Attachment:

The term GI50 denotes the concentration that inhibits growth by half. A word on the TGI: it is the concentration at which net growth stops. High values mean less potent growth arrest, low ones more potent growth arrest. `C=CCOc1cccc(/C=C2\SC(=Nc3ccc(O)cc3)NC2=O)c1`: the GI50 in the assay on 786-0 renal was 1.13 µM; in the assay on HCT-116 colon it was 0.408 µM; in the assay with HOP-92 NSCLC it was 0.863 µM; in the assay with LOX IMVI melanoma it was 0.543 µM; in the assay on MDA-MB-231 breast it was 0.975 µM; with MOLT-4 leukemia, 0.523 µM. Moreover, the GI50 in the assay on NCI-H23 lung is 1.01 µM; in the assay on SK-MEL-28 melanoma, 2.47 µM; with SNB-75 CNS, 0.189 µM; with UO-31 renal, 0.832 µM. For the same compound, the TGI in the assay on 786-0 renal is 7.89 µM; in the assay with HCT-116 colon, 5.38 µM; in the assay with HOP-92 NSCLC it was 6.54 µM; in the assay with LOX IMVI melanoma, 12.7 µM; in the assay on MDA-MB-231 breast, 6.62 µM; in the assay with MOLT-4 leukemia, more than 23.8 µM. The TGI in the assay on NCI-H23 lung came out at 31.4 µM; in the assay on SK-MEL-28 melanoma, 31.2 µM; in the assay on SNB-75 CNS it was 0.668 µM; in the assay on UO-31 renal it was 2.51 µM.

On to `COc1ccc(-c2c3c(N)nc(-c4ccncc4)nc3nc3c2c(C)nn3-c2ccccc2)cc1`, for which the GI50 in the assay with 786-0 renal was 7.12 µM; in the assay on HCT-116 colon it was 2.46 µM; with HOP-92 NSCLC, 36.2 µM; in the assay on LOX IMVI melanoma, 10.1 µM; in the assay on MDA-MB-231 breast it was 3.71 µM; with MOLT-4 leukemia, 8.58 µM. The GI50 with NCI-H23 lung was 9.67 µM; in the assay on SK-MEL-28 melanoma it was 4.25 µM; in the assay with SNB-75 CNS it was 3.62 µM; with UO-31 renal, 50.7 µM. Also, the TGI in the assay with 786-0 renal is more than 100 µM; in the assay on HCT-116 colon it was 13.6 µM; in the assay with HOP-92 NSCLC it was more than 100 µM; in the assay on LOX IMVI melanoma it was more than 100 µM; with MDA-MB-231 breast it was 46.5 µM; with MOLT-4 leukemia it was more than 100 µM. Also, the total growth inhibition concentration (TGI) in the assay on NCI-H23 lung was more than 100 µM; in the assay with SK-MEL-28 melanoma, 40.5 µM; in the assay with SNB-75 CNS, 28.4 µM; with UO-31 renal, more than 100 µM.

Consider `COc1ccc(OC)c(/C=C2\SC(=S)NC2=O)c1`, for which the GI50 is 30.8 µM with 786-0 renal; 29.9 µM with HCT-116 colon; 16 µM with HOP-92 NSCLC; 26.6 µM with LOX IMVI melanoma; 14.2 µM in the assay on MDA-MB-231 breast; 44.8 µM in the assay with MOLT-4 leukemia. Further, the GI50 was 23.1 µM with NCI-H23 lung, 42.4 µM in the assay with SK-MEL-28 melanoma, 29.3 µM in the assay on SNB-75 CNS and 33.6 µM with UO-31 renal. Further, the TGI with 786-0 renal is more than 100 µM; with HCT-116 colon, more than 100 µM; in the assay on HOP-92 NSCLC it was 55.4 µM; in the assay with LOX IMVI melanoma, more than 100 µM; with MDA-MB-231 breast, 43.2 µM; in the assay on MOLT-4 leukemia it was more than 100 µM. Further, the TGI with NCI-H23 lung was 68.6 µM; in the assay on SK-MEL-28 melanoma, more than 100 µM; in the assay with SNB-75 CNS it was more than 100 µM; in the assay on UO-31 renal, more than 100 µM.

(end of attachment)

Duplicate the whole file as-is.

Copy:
The term GI50 denotes the concentration that inhibits growth by half. A word on the TGI: it is the concentration at which net growth stops. High values mean less potent growth arrest, low ones more potent growth arrest. `C=CCOc1cccc(/C=C2\SC(=Nc3ccc(O)cc3)NC2=O)c1`: the GI50 in the assay on 786-0 renal was 1.13 µM; in the assay on HCT-116 colon it was 0.408 µM; in the assay with HOP-92 NSCLC it was 0.863 µM; in the assay with LOX IMVI melanoma it was 0.543 µM; in the assay on MDA-MB-231 breast it was 0.975 µM; with MOLT-4 leukemia, 0.523 µM. Moreover, the GI50 in the assay on NCI-H23 lung is 1.01 µM; in the assay on SK-MEL-28 melanoma, 2.47 µM; with SNB-75 CNS, 0.189 µM; with UO-31 renal, 0.832 µM. For the same compound, the TGI in the assay on 786-0 renal is 7.89 µM; in the assay with HCT-116 colon, 5.38 µM; in the assay with HOP-92 NSCLC it was 6.54 µM; in the assay with LOX IMVI melanoma, 12.7 µM; in the assay on MDA-MB-231 breast, 6.62 µM; in the assay with MOLT-4 leukemia, more than 23.8 µM. The TGI in the assay on NCI-H23 lung came out at 31.4 µM; in the assay on SK-MEL-28 melanoma, 31.2 µM; in the assay on SNB-75 CNS it was 0.668 µM; in the assay on UO-31 renal it was 2.51 µM.

On to `COc1ccc(-c2c3c(N)nc(-c4ccncc4)nc3nc3c2c(C)nn3-c2ccccc2)cc1`, for which the GI50 in the assay with 786-0 renal was 7.12 µM; in the assay on HCT-116 colon it was 2.46 µM; with HOP-92 NSCLC, 36.2 µM; in the assay on LOX IMVI melanoma, 10.1 µM; in the assay on MDA-MB-231 breast it was 3.71 µM; with MOLT-4 leukemia, 8.58 µM. The GI50 with NCI-H23 lung was 9.67 µM; in the assay on SK-MEL-28 melanoma it was 4.25 µM; in the assay with SNB-75 CNS it was 3.62 µM; with UO-31 renal, 50.7 µM. Also, the TGI in the assay with 786-0 renal is more than 100 µM; in the assay on HCT-116 colon it was 13.6 µM; in the assay with HOP-92 NSCLC it was more than 100 µM; in the assay on LOX IMVI melanoma it was more than 100 µM; with MDA-MB-231 breast it was 46.5 µM; with MOLT-4 leukemia it was more than 100 µM. Also, the total growth inhibition concentration (TGI) in the assay on NCI-H23 lung was more than 100 µM; in the assay with SK-MEL-28 melanoma, 40.5 µM; in the assay with SNB-75 CNS, 28.4 µM; with UO-31 renal, more than 100 µM.

Consider `COc1ccc(OC)c(/C=C2\SC(=S)NC2=O)c1`, for which the GI50 is 30.8 µM with 786-0 renal; 29.9 µM with HCT-116 colon; 16 µM with HOP-92 NSCLC; 26.6 µM with LOX IMVI melanoma; 14.2 µM in the assay on MDA-MB-231 breast; 44.8 µM in the assay with MOLT-4 leukemia. Further, the GI50 was 23.1 µM with NCI-H23 lung, 42.4 µM in the assay with SK-MEL-28 melanoma, 29.3 µM in the assay on SNB-75 CNS and 33.6 µM with UO-31 renal. Further, the TGI with 786-0 renal is more than 100 µM; with HCT-116 colon, more than 100 µM; in the assay on HOP-92 NSCLC it was 55.4 µM; in the assay with LOX IMVI melanoma, more than 100 µM; with MDA-MB-231 breast, 43.2 µM; in the assay on MOLT-4 leukemia it was more than 100 µM. Further, the TGI with NCI-H23 lung was 68.6 µM; in the assay on SK-MEL-28 melanoma, more than 100 µM; in the assay with SNB-75 CNS it was more than 100 µM; in the assay on UO-31 renal, more than 100 µM.